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Toronto Blue Jays GM feels ‘really good’ about team in place and opportunity to make it better

Toronto Blue Jays general manager Ross Atkins had barely settled into his seat for a media availability at a downtown restaurant when a Shohei Ohtani question was volleyed his way.

The two-way superstar is the plum of this year’s free-agent class and will command a monster salary. So is Canada’s lone big-league team in on the pursuit?

“I wish I could get into specifics on free agents,” Atkins said at a meeting of the Toronto chapter of the Baseball Writers’ Association of America. “For a lot of reasons that you’re all very aware of, we can’t do that. I feel really good about the team in place and the opportunity to make it better.

“Stepping away from that question specifically, we’ve always had incredible support from ownership to make this team better, and we have a good one and we’re working hard on making it better.”

The Los Angeles Dodgers are considered one of the favourites to land the two-time most valuable player, but the Blue Jays have been reported to be in the mix as a sleeper candidate.

The Blue Jays have also been at the forefront of trade rumours — most notably including Bo Bichette — ahead of next week’s winter meetings in Nashville. Atkins said the Blue Jays are committed to their star shortstop.

“We are very fortunate to have him,” he said. “And he is our shortstop moving forward.”

This should be an interesting off-season for Atkins, who has been on the job as GM for eight years. Toronto was swept in the first round of the playoffs last month for the third time in four years.

The team is in win-now mode and the pressure will be on to reach the second round of the post-season for the first time since 2016.

Toronto’s pitching staff is anchored by one of the best rotations in the big leagues but the team’s offence needs to improve. Third baseman Matt Chapman, outfielder Kevin Kiermaier and reliever Jordan Hicks are some of the notable players who became free agents.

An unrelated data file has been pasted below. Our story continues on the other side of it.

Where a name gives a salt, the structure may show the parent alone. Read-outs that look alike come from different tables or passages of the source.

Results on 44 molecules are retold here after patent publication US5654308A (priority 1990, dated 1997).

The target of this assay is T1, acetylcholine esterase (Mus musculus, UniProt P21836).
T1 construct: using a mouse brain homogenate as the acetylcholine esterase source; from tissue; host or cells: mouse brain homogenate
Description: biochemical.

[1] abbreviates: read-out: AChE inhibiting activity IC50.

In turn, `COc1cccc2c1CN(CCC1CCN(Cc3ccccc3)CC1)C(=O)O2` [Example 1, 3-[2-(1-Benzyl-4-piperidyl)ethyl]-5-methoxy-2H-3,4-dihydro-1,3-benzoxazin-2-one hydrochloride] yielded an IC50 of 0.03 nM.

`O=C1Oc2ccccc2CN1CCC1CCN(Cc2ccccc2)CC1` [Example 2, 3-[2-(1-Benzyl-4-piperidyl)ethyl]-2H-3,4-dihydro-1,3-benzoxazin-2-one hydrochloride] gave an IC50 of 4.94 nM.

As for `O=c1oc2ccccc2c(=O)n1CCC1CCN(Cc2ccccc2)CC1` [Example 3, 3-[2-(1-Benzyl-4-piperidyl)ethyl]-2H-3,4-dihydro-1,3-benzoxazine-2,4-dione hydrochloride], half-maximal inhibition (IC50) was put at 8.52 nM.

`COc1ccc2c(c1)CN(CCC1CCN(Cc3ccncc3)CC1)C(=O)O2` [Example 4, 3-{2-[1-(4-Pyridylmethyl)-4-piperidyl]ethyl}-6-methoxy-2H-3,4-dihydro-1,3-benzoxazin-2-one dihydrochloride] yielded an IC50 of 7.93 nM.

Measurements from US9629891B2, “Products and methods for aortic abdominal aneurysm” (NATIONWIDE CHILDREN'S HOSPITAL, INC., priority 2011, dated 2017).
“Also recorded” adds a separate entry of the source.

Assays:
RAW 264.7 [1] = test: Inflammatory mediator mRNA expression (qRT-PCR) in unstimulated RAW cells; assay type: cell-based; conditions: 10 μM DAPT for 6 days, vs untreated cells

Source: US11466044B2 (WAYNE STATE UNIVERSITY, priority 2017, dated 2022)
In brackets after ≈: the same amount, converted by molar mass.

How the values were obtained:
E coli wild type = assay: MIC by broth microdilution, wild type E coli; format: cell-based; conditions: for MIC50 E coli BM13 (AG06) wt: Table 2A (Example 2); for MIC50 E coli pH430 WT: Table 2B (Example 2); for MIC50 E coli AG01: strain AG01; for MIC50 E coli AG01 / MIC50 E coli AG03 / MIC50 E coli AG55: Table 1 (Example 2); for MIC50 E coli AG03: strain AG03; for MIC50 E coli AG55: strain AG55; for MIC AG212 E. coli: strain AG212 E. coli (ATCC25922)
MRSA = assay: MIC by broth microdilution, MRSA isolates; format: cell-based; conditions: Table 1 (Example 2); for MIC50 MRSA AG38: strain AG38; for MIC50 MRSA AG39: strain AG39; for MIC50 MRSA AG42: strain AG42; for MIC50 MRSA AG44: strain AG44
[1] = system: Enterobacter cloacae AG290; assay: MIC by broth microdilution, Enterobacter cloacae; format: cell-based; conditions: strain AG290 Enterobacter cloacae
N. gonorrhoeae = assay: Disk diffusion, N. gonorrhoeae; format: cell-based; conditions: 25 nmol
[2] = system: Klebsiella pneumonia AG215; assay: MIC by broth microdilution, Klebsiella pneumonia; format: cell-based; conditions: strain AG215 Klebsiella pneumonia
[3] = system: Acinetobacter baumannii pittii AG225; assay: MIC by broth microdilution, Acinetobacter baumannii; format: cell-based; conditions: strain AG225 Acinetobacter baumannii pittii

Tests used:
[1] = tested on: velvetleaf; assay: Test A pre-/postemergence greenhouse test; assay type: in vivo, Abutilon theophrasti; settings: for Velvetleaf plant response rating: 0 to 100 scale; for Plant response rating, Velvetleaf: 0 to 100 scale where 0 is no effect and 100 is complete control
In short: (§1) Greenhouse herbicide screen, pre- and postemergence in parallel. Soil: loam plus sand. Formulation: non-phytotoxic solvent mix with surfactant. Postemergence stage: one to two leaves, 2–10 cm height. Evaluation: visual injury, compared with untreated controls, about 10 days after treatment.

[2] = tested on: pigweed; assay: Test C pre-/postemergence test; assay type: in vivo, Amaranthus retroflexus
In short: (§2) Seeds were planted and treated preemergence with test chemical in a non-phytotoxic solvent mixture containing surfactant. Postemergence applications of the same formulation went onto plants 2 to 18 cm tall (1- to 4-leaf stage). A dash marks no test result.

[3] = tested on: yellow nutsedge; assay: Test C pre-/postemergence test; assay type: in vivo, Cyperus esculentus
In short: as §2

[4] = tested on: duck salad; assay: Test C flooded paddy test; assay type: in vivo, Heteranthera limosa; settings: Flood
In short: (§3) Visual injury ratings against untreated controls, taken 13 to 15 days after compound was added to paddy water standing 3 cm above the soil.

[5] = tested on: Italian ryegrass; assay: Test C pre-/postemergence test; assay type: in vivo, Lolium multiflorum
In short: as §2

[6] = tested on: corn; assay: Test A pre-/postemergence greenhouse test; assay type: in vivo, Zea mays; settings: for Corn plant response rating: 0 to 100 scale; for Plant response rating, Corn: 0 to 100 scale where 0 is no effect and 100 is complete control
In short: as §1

Atkins declined to get into specifics regarding meetings with free agents, but said some had already occurred and others “would occur moving forward.”

The groundwork for potential trades is often developed at the winter meetings. And once a big free-agent domino falls, others tend to follow.

While not tipping his hand, Atkins said the Blue Jays are open to a lot of possibilities.

“This very good team that we want to lean into, we need to lean into in any possible way,” he said. “If that means trading for a player that only has one year of control, or signing a player to a one-year deal as you’ve seen we’ve done, we are absolutely open to that.

“But we are also willing to get into lengthier deals and trade for players with significant years of club control, and that is pricey. So we’re in a position where we’re able to do both fortunately.”

Atkins also said that right-hander Alek Manoah, who had a down year in 2023, is throwing again and feeling excited about the upcoming campaign.

“I feel confident about him being a large part of our success next year, a significant piece in the rotation, and I know Alek isn’t thinking about winning the fifth spot,” he said. “He’s thinking about excellence.

“He’s thinking about being one of the better starters in the game, and we believe that he can build back towards that.”

Also Tuesday, the BBWAA’s Toronto chapter announced the winners of its annual awards.

Bichette was the unanimous choice as Blue Jays player of the year and Kevin Gausman took all 22 votes for pitcher of the year. Left-hander Yusei Kikuchi was named most improved player and Davis Schneider was a near-unanimous pick for top rookie.

Luis Rivera and Mike Shaw were named co-winners of the John Cerutti Award. It’s given to a person associated with the club who exemplifies goodwill, co-operation and character.

The retiring Rivera served as a third-base coach and infield coach last season. Shaw, who’ll be leaving the team next month to pursue another MLB opportunity, is the director of team travel and clubhouse operations.

This report by The Canadian Press was first published Nov. 28, 2023.

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